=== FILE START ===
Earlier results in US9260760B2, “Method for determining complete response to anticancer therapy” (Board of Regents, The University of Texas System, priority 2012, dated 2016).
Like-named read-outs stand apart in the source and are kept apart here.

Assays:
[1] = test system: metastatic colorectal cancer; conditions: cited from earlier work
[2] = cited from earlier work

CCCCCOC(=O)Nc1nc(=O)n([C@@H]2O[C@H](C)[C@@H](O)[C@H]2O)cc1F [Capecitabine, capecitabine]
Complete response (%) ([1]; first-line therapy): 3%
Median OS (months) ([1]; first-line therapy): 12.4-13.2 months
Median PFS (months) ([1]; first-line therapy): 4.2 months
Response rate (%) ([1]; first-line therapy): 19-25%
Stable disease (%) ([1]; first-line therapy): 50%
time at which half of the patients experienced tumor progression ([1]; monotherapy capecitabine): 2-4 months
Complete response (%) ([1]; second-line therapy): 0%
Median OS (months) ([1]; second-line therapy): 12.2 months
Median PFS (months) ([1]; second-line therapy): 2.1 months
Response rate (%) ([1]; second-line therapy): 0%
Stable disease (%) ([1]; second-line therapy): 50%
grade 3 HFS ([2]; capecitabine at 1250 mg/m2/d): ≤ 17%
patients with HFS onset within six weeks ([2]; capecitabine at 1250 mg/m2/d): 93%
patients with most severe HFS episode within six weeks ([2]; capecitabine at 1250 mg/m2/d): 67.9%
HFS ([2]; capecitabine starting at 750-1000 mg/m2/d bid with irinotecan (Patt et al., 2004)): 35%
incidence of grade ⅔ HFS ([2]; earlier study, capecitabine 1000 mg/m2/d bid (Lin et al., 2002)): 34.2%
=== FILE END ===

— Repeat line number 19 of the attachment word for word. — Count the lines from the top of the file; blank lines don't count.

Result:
patients with HFS onset within six weeks ([2]; capecitabine at 1250 mg/m2/d): 93%